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Not Your Time (2010)
Innovative short film with lots of style...
I saw "Not Your Time" at the Boston International Film Festival where it won "BEST PICTURE (short film) and was quite surprised to find so polished a presentation in this category. These days, it seems they're all being shot on cellphone. This one, obviously cost quite a few dollars to produce. Jason Alexander and a cast of mostly Broadway favorites is always entertaining and the quirky editing and fine musical score often brought, "All that Jazz", to mind. I don't know who the filmmaker, Jay Kamen, is but he certainly knows his way around this project. I was also curious about the many cameos featuring a a host of film industry insiders. I'd have to image that Mr. Kamen knows these studio heads, Hollywood producers, and agents. This probably contributed to his being able to achieve such a slick visual look here. I found it quite different and delightful.
Kings of the Sun (1963)
Great if you saw it as a kid...but then you grow-up...
It hasn't improved with time. In fact, when I saw it again on the Japanese DVD, I cringed. It's easily J. Lee Thompson's worst picture. Even "Taras Bulba" stands above this. Bernstein's score is a mess. He obviously didn't care much about the project after spotting it for music. The script is awful, the dialog unspeakable, and the performances uniformly bad. The costumes are corny and the actors look and obviously feel ridiculous in them. Watch Brad Dexter's walk throughout. It's as if he's trying to balance that over-sized helmet on his head! I've heard Walter Mirisch is embarrassed by it and keeps it out of release. The Mirisch Corporation's 85 or so other pictures generate enough income without this turkey. I believe it's the only epic of the pre-Columbian Americas ever filmed. So it's a real shame that about $3,000,000. was wasted on this story. A few more months in scripting and it might have been worth the expenditure. You get the feeling this one was written on AeroMexico on the way down.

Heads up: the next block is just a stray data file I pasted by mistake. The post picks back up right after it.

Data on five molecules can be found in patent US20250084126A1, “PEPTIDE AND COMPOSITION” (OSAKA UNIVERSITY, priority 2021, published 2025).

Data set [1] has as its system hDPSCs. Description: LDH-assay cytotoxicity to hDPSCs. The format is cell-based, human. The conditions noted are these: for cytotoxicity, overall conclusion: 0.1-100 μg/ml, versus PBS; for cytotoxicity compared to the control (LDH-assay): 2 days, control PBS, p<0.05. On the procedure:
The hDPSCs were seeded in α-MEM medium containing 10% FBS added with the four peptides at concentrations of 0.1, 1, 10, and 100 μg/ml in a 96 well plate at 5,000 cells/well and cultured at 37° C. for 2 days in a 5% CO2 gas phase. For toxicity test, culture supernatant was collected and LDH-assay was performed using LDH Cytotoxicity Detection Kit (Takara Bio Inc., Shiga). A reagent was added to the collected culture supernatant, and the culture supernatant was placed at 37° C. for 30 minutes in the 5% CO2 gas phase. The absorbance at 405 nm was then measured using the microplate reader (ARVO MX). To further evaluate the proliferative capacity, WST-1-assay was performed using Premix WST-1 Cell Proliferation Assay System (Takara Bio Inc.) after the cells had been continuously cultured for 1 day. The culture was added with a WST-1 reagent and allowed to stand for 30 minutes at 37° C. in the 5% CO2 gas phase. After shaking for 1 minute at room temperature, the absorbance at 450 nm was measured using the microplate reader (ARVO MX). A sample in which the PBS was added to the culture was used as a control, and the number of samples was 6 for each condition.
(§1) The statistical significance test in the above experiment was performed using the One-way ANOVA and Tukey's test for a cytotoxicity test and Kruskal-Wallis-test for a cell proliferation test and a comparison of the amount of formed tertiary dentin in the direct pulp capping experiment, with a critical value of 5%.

Land of the Pharaohs (1955)
There's something about this film that stays in the mind...
It's hard to say just what it is because on the surface "Land of the Pharaohs" doesn't appear to add up to much. It's director disowned it but like the pharaoh of his film, Hawks may have "built better than he knew". The film expresses a mindset that feels sincere in its belief that the afterlife is more important than the present. This is not a biblical story but it manages to represent religion in a more tangible form that almost all the film epics of the Judeo-Christian epoch did. There is a haunting heart of reality in Hawk's made up world. The colors, the cinematography, and the incredible score, all make you feel as if you are there in a way, say "The Ten Commandments", never achieves. I've read that none less than Marty Scorcese rates this as his all-time cinematic guilty pleasure. There's something about the Catholic boy's appreciation of ritual and religious mystery which must come to play in this. I've heard he's seen it thousands of times and that he often lets it play without the sound like a motion painting hung in the background. He's actually called it "a pillow", something you can roll over and rest on. I don't know what exactly it is that creates it but there is a sense of mysticism in this film. It may be melodramatic on the surface but there is something very captivating just underneath.
No one grasped the potential of CinemaScope until John Sturges filled the new frame with a vast nothingness in "Bad Day at Black Rock" and it wasn't until "Land of the Pharaohs" that the cinema actually saw just how impressive filling all that new space could be. It's placement on many lists of the greatest cult film doesn't surprise me.